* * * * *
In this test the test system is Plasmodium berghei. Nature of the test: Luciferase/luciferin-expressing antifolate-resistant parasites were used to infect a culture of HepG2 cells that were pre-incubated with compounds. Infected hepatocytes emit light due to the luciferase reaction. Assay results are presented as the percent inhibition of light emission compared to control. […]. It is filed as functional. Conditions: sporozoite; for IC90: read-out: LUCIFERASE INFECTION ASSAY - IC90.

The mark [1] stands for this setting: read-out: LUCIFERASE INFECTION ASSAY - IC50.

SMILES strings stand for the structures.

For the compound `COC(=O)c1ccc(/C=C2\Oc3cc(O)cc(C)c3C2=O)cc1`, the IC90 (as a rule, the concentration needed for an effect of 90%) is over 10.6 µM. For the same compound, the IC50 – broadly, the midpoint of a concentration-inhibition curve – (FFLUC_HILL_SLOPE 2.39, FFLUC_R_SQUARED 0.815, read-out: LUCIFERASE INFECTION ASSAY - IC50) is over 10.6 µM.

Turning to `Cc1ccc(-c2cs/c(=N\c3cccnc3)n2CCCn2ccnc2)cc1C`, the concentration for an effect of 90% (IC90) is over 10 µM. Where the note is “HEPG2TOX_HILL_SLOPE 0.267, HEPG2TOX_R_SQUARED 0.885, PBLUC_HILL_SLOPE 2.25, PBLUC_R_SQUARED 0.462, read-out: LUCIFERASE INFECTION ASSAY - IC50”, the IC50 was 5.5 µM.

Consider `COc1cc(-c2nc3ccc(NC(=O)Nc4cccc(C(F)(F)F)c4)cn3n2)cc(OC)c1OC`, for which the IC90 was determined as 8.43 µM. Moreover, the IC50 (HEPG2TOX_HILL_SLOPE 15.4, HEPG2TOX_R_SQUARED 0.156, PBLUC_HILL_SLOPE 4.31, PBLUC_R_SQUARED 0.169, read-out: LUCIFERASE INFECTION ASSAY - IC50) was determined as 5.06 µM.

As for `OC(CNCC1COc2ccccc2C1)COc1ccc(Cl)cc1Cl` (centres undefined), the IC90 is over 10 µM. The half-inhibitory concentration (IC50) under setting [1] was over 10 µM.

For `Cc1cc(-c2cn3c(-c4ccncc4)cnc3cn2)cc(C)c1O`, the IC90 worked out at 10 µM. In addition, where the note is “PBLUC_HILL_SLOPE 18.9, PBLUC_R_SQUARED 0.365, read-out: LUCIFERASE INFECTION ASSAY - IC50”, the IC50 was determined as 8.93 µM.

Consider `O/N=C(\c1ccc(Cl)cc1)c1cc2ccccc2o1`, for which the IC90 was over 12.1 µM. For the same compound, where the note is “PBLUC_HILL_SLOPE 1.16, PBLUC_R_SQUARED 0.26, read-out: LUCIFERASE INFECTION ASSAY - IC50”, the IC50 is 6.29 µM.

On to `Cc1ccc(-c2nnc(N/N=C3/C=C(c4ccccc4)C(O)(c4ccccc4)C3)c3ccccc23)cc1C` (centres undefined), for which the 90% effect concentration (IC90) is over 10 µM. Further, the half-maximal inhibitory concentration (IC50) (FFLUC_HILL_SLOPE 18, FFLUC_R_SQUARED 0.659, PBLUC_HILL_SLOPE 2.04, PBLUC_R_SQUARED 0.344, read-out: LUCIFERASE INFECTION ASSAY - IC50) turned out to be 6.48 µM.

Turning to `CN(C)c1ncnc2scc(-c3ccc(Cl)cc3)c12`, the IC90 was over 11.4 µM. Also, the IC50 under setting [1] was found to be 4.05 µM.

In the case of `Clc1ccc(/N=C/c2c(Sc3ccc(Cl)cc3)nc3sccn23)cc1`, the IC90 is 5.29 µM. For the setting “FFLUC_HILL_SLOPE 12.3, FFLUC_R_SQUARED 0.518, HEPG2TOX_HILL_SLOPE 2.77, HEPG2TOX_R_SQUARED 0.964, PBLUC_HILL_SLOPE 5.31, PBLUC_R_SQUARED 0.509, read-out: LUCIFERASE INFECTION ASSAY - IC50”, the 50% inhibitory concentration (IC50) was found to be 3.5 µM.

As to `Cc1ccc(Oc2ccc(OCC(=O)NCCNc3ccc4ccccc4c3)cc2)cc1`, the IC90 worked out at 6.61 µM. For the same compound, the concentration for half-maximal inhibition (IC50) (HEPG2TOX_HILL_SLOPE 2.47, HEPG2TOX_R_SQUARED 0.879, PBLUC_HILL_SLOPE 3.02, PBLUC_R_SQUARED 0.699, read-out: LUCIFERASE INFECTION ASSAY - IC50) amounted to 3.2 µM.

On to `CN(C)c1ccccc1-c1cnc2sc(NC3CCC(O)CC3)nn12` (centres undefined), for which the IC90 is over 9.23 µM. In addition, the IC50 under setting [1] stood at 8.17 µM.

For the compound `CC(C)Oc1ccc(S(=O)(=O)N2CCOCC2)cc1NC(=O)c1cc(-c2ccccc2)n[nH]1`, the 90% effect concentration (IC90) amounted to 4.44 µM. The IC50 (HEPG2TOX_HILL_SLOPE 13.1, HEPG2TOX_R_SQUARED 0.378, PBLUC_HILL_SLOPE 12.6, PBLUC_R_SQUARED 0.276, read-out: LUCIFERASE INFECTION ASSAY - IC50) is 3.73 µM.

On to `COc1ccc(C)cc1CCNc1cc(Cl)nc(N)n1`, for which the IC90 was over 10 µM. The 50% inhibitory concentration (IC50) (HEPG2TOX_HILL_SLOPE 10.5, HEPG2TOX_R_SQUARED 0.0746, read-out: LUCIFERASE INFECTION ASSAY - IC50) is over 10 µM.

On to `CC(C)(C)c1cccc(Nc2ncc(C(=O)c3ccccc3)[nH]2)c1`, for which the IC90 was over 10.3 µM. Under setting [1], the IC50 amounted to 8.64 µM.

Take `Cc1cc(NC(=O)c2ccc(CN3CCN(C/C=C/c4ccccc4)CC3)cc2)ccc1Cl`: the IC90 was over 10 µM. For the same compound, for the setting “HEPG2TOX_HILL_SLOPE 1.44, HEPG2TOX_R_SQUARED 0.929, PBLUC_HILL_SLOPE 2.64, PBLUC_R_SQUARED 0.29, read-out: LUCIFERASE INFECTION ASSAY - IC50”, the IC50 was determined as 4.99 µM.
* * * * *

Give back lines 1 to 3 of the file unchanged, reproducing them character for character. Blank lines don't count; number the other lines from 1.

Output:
In this test the test system is Plasmodium berghei. Nature of the test: Luciferase/luciferin-expressing antifolate-resistant parasites were used to infect a culture of HepG2 cells that were pre-incubated with compounds. Infected hepatocytes emit light due to the luciferase reaction. Assay results are presented as the percent inhibition of light emission compared to control. […]. It is filed as functional. Conditions: sporozoite; for IC90: read-out: LUCIFERASE INFECTION ASSAY - IC90.

The mark [1] stands for this setting: read-out: LUCIFERASE INFECTION ASSAY - IC50.

SMILES strings stand for the structures.